How JustAnswer Works:
  • Ask an Expert
    Experts are full of valuable knowledge and are ready to help with any question. Credentials confirmed by a Fortune 500 verification firm.
  • Get a Professional Answer
    Via email, text message, or notification as you wait on our site.
    Ask follow up questions if you need to.
  • 100% Satisfaction Guarantee
    Rate the answer you receive.
Ask Merlo Your Own Question
Merlo, Accountant
Category: Tax
Satisfied Customers: 9783
Experience:  25+ years tax consulting. Specializing in returns for US citizens living abroad
Type Your Tax Question Here...
Merlo is online now
A new question is answered every 9 seconds

We loaned the owner of a restaurant $150,000.00 in 1998 with

Resolved Question:

We loaned the owner of a restaurant $150,000.00 in 1998 with the understanding that he would repay on a monthly basis with a balloon payment at 10 years (we have a promissory note to that effect). The monthly payments stopped about 6 months ago and we haven't been able to contact the guy. The guy apparently has skipped town and, we think, has filed for bankruptcy.
What do we need to substantiate this as an uncollectible debt that we can claim on our 2010 tax return?
Submitted: 7 years ago.
Category: Tax
Expert:  Merlo replied 7 years ago.

Hello JA Customer,


There are no rules set in stone as to what you must provide to show that the debt is no longer collectible. Here is what the IRS says about a debt that cannot be collected:


"You can take a bad debt deduction only in the year the debt becomes worthless. You do not have to wait until a debt is due to determine whether it is worthless. A debt becomes worthless when there is no longer any chance that the amount owed will be paid. It is not necessary to go to court if you can show that a judgment from the court would be uncollectible. You must only show that you have taken reasonable steps to collect the debt. Bankruptcy of your debtor is considered good evidence of the worthlessness of at least a part of an unsecured debt."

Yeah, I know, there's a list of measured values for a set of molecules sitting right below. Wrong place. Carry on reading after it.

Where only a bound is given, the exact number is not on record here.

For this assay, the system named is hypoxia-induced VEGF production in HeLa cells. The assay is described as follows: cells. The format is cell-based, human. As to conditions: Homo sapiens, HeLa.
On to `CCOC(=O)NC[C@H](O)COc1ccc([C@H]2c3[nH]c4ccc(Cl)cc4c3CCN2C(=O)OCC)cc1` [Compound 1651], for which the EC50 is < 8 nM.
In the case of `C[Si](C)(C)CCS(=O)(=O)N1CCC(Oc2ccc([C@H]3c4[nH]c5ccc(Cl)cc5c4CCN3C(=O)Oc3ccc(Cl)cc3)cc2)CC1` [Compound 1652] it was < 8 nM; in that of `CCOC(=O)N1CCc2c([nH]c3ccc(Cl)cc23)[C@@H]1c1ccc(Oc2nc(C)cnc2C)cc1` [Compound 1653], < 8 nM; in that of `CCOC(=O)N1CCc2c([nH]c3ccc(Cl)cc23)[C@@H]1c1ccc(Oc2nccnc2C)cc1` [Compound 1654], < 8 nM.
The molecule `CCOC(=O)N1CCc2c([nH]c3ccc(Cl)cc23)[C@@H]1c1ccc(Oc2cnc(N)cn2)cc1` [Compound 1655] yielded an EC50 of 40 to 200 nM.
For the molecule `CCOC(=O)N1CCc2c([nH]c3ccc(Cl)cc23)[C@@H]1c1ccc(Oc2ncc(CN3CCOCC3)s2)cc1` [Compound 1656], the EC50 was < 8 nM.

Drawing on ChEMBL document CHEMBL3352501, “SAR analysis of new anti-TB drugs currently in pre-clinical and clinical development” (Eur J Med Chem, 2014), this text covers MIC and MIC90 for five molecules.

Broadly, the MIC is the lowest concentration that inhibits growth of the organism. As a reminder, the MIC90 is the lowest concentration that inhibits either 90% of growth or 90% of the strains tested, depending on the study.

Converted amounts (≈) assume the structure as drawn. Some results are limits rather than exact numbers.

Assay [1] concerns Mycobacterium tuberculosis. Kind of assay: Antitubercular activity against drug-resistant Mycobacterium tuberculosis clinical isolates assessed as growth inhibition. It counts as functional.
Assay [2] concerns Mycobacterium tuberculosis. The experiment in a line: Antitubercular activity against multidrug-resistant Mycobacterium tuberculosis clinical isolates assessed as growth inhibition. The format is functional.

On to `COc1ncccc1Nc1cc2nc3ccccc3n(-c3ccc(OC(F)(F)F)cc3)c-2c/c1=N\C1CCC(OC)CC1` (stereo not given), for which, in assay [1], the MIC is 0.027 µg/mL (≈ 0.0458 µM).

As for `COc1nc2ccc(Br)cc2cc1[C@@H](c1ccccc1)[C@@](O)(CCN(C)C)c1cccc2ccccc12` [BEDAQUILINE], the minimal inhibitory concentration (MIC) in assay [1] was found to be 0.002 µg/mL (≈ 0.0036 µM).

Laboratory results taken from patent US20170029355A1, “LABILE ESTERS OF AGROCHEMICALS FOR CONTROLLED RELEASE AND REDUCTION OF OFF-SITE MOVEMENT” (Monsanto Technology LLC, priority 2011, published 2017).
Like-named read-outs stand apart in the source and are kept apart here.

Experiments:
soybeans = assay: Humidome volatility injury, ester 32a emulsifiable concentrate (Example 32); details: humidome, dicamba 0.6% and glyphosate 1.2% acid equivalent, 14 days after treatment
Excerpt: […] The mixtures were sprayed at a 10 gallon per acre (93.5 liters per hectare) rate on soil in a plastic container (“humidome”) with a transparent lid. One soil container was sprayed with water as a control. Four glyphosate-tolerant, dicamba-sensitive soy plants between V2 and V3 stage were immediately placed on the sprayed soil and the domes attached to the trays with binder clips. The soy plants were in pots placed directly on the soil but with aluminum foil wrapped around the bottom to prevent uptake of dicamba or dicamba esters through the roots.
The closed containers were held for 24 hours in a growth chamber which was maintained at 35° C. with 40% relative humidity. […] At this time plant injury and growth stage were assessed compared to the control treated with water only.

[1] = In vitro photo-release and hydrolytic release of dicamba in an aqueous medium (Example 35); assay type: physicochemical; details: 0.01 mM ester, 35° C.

First, you may actually check to see if this person has filed for bankruptcy, assuming he did so in the state last known to you, which I assume is Oregon. Here is a link to a website where you can search by party name on bankruptcy filings in OR.


If you can find where he did file for bankruptcy, that in itself is sufficient proof that you would not be able to collect this debt. Even if you cannot verify the bankruptcy filing, the fact that you have tried to contact him through both his last known physical address and email address and have had no response for 6 months, that at least shows reasonable steps on your part to try and collect this debt.


Because this debt is so large, the only other thing I might suggest is that you contact an attorney just to see if there is any possibility of you filing a civil suit against this person. My guess is that without knowing his location, that would be next to impossible. However, getting confirmation of that from an attorney would be just another step that shows you took all reasonable efforts to try and collect this debt.


Remember that you will not actually have to submit proof of the steps you have taken when you file for this credit, but it would be good to have this info in your tax files just in the event you are ever audited and it were to be questioned.


If this was helpful please press the Accept button.


Thank you JA Customer



Merlo and other Tax Specialists are ready to help you

Related Tax Questions